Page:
Gender discrimination and historic injustice: Law corrected on British asad-khancitizenship through Matrilineal Descent

Women have overwhelmingly borne the brunt of injustice throughout history and discrimination against females has been axiomatic in the sphere of citizenship. The British Nationality Act 1948 laid down the rule in s 5(1) that a person could avail British citizenship by descent if his or her father was a citizen of the United Kingdom and Colonies (CUKC) at the time of the person’s birth. However, if the person’s father was a citizen by descent only, then unless either the said person was born in a British-controlled territory or the father was in Crown service at the time of the birth, s 5(1)(b) normally made it a condition that the person’s birth should be registered at a British consulate within one year. The female line was prevented from transmitting citizenship by descent and regulations permitted a British consulate to register a birth only if the child was eligible for British citizenship. The exclusion of claims to British citizenship by descent through the female line is an abhorrent injustice that the Supreme Court described as “a curious survivor of redundant social and political priorities”. Dismissing the Advocate General’s appeal, the court unanimously held that the condition in s 5(1)(b) of the 1948 Act should be treated as inapplicable in applications for citizenship by descent from the mother because this is the only way to give effect to s 4C(3) of the British Nationality Act 1981.

Remarking that “the past is done, and cannot be undone,” Lord Sumption, who is also an acclaimed historian, explained at the outset of his judgment that four centuries of emigration from the UK have complicated schemes for defining the right to British nationality because of the need to accommodate those born abroad but having significant connections with the UK by descent. Allegiance defined English nationality at common law and birth within the King’s realm or marriage to an Englishman resulted in its acquisition. However, in 1351 nationality by descent became available under statute to children born outside the realm to purely English parents. English women marrying aliens were unable to transmit English nationality to children born outside the realm. The permanence of the allegiance principle at common law was abolished by the Naturalization Act 1870 which prescribed that marriage to an alien resulted in a woman losing her British nationality altogether. The consequence was to eliminate the possibility of British citizenship by descent being transmitted through the female line alone.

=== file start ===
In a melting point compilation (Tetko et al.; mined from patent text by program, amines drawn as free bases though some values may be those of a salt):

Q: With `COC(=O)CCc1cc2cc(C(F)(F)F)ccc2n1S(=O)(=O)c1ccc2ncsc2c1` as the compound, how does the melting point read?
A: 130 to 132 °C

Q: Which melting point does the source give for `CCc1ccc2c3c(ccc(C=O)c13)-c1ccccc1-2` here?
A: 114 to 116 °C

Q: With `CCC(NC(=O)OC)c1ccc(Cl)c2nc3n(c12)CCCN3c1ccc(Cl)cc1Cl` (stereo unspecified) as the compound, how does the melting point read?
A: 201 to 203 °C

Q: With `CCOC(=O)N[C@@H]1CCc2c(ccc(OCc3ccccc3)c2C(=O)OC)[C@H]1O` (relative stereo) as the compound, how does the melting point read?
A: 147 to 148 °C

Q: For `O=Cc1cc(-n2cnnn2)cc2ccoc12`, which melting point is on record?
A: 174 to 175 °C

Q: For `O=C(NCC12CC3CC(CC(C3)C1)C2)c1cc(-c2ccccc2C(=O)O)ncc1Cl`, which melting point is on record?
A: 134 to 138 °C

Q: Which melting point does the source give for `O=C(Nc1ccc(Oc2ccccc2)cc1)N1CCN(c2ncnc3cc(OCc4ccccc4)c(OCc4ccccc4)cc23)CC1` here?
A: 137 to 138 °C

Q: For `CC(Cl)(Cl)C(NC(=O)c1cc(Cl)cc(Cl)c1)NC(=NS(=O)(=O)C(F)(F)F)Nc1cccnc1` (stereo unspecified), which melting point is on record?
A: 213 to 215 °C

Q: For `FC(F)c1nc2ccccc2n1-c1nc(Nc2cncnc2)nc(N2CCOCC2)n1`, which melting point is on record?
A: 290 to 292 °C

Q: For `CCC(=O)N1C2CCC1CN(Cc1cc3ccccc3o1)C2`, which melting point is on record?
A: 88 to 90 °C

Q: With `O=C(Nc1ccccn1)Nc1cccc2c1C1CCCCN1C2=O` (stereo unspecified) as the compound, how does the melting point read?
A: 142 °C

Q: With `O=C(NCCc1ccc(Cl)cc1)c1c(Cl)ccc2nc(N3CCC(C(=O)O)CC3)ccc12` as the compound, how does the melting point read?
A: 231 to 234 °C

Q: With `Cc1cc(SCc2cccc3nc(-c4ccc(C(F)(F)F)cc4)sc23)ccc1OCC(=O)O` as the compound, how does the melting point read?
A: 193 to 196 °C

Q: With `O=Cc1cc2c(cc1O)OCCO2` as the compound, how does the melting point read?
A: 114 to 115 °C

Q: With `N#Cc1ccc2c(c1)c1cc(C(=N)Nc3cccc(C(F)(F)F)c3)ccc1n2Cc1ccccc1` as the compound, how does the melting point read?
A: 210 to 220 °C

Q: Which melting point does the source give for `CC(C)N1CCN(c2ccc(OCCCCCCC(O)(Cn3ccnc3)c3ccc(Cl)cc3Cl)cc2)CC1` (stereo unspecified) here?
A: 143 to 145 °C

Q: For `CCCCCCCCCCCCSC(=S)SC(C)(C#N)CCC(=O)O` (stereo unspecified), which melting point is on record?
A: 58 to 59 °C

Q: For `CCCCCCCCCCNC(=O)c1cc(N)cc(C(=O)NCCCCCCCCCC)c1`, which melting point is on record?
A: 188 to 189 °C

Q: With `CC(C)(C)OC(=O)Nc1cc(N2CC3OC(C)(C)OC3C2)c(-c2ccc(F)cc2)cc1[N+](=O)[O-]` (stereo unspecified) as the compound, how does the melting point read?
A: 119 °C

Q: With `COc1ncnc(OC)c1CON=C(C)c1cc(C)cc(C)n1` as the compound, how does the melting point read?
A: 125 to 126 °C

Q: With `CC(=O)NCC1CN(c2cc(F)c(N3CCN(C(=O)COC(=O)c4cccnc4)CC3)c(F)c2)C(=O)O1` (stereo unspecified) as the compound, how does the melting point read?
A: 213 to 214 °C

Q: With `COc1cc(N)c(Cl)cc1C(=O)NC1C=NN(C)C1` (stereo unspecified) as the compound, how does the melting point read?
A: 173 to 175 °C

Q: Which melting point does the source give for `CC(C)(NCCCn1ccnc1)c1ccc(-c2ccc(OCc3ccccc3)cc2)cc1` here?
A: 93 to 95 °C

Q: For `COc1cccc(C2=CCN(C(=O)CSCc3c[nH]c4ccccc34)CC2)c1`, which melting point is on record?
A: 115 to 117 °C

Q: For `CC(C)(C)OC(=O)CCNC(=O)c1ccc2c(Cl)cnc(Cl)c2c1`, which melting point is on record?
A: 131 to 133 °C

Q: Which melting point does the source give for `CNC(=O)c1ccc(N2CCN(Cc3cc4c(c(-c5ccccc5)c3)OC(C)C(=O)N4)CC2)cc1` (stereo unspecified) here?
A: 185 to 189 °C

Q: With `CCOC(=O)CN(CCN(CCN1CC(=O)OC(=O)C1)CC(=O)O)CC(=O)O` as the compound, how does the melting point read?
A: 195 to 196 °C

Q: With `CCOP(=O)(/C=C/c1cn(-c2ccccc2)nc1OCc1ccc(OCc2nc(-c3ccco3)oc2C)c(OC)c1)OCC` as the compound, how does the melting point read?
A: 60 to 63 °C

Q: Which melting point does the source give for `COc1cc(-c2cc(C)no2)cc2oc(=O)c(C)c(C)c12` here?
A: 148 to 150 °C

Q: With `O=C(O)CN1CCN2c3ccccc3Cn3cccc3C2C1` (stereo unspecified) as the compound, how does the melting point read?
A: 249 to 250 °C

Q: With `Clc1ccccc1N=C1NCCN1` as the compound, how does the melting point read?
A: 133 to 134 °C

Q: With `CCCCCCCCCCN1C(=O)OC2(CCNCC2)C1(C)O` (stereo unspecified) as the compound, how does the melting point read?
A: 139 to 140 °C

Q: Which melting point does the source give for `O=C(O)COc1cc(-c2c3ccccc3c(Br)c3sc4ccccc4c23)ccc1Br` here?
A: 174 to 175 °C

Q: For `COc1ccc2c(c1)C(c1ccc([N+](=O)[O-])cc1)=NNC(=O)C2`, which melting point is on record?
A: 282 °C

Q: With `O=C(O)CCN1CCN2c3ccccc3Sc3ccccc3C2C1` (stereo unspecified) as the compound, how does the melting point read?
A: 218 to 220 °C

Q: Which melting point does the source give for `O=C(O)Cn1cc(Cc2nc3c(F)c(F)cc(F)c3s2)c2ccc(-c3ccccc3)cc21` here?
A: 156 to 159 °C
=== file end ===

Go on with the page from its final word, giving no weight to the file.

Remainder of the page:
The Supreme Court

Lady Hale, Lord Sumption, Lord Reed, Lord Hodge and Lady Black unanimously dismissed the Advocate General’s appeal, albeit on a different footing to the reasoning propounded by the Inner House on the important question of the correct statutory interpretation of s 4C of the 1981 Act.

The answer was “reasonably clear” if the affidavit sworn by Romein’s mother was accepted. If the consular officials in Johannesburg had been empowered to apply Assumption A, then her attempt to register the birth would have succeeded at all events. Conversely, a mother who was aware of the legal impediments would not bother trying to register her child and she would thus not be able to adduce evidence in the form of a sworn affidavit like Romein’s mother had done. But that court found no reason “why that should make any difference.”

To Lord Sumption’s mind, Romein’s ineligibility for citizenship as a consequence of her inability to satisfy the condition of registration within a year after her birth was a dichotomy that demanded some scrutiny. He identified three possible solutions to the conundrum.

(i) Three Possibilities

On the first approach, s 4C operates on the assumption that s 5 of the 1948 Act had always provided for citizenship by descent through the female line and that consular officials of the day in fact acted on that basis. Under the terms of s 4C(3), Romein “would … have become a citizen” under s 5 of the 1948 Act if Assumption A had applied, because on that analysis consular officials would have registered her. Indeed, this was the thrust of Romein’s case and the Inner House substantially adopted it.

On the second approach, s 4C operates on the assumption only that s 5 of the 1948 Act had always provided for citizenship by descent, but not to make any assumption that the facts were other than they actually were. Consequently, applications based on descent through the female line must always fail in cases where citizenship was dependent on the fact of registration under s 5(1)(b). The government relied on this argument and Lord Brailsford substantially accepted it at first instance.

Under the third option – which did not feature in earlier proceedings but was favoured by the Supreme Court – effect cannot be given to the registration condition in s 5(1)(b) of the 1948 Act at all, as applied to applications for citizenship by descent through the female line, because insisting on that condition would nullify the practical effect of making Assumption A.

Please see Part Two here.

For the original, full version of this article please see here.